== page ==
“DEAR SIR, — I received a letter from Dr. Miller, in which he tells me you are in town. I hasten, therefore, to write you, and express by letter what I have always found it impossible to express orally — my deep sense of gratitude for your frequent and ineffectual assistance and kindness. Through your influence Mr. White has been induced to employ me in assisting him with the editorial duties of his magazine at a salary of five hundred and twenty dollars per annum. The situation is agreeable to me for many reasons, but, alas! it appears to me that nothing can give me pleasure, or the slightest gratification Excuse me, my dear sir, if in this letter you find much incoherency. My feelings at this moment are pitiable, indeed. I am suffering under a depression of spirits such as I never felt before. I have struggled in vain against the influence of this melancholy; you will believe me when I say that I am still miserable in spite of the great improvement in my circumstances. I say you will believe me, and for this simple reason, that a man who is writing for effect does not write thus. My heart is open before [page 104:] you; if it be worth reading, read it. I am wretched, and know not why. Console me — for you can. But let it be quickly, or it will be too late. Write me immediately; convince me that it is worth one’s while — that it is at all necessary to live, and you will prove yourself indeed my friend. Persuade me to do what is right. I do mean this. I do not mean that you should consider what I now write you a jest. Oh, pity me! for I feel that my words are incoherent; but I will recover myself. You will not fail to see that I am suffering under a depression of spirits which will ruin me should it be long continued. Write me then and quickly; urge me to do what is right. Your words will have more weight with me than the words of others, for you were my friend when no one else was. Fail not, as you value your peace of mind hereafter. E. A. POE.”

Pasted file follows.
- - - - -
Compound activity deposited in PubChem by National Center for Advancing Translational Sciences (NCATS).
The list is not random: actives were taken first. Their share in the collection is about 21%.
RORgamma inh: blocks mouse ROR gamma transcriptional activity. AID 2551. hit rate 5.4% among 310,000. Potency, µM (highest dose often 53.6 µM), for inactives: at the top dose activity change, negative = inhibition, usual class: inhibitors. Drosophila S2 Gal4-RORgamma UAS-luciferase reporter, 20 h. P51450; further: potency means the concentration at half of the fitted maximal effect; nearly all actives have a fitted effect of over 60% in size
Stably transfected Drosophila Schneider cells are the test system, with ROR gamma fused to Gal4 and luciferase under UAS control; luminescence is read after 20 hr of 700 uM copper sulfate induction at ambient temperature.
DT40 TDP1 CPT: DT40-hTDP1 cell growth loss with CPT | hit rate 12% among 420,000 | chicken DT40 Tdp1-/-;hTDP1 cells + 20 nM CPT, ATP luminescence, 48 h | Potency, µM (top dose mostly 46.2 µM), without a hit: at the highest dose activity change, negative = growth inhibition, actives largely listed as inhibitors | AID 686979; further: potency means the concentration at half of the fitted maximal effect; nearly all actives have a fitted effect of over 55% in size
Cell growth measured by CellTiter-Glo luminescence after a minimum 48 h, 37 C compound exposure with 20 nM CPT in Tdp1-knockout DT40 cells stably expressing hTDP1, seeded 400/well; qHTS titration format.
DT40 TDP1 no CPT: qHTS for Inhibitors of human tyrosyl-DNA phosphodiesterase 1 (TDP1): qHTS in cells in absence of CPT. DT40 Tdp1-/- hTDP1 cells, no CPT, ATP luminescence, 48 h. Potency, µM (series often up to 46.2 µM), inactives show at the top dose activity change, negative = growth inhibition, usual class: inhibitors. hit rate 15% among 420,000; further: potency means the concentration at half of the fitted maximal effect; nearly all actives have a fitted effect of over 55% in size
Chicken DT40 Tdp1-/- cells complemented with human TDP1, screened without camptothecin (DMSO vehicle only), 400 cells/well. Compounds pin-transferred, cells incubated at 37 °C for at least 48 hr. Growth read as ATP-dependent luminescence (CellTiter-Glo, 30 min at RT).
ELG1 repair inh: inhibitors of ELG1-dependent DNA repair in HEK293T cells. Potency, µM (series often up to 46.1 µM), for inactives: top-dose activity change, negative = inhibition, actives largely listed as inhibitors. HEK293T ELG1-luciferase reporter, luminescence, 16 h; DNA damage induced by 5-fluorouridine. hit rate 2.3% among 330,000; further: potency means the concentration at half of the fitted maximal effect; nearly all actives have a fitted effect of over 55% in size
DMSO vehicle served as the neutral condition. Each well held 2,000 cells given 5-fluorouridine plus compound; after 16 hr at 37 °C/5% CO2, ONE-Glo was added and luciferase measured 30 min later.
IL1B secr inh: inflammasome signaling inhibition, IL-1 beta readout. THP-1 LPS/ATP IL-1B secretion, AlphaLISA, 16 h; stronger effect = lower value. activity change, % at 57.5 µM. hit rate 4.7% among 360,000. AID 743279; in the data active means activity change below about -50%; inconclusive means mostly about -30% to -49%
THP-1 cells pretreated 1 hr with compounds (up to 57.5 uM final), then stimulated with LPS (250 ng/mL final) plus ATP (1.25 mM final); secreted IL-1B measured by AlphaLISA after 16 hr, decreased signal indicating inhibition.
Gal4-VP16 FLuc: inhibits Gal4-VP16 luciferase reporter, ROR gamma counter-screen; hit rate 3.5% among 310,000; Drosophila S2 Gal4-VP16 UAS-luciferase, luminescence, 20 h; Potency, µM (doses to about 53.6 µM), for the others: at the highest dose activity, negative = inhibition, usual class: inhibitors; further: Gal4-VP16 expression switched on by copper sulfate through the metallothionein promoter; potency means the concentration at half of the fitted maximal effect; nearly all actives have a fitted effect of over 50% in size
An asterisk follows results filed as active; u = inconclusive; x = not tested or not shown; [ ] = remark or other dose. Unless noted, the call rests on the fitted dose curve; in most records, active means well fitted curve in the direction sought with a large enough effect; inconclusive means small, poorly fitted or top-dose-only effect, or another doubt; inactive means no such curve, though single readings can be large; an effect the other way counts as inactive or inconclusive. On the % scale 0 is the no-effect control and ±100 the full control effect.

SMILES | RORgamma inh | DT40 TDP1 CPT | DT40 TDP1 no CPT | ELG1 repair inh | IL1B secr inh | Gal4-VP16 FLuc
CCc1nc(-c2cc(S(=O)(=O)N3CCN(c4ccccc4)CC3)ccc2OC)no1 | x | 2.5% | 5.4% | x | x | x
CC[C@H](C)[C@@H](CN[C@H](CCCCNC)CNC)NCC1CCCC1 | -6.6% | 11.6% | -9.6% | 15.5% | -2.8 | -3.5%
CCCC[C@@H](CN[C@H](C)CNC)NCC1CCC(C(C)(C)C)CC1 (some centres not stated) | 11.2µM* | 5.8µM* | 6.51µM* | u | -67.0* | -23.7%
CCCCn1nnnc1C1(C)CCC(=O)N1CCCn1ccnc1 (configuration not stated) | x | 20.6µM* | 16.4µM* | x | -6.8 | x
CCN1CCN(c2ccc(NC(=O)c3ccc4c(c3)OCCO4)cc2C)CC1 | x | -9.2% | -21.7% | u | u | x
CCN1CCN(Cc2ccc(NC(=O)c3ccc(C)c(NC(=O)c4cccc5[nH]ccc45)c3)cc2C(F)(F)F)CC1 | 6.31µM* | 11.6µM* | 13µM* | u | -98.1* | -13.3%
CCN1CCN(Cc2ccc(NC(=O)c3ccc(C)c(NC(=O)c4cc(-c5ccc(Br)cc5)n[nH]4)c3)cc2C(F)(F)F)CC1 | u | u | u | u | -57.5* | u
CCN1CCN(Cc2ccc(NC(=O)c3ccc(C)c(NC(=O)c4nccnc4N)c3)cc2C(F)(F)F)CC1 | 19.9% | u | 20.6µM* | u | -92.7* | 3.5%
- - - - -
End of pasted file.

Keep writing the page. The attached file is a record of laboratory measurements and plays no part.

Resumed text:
To this saddening wail of despair Kennedy responded: —

“I am sorry to see you in such plight as your letter shows you in. It is strange that just at this time, when everybody is praising you, and when fortune is beginning to smile upon your hitherto wretched circumstances, you should be invaded by these blue devils. It belongs, however, to your age and temper to be thus buffeted — but be assured, it only wants a little resolution to master the adversary for ever. You will doubtless do well henceforth in literature, and add to your comforts, as well as to your reputation, which it gives me great pleasure to assure you is everywhere rising in popular esteem.”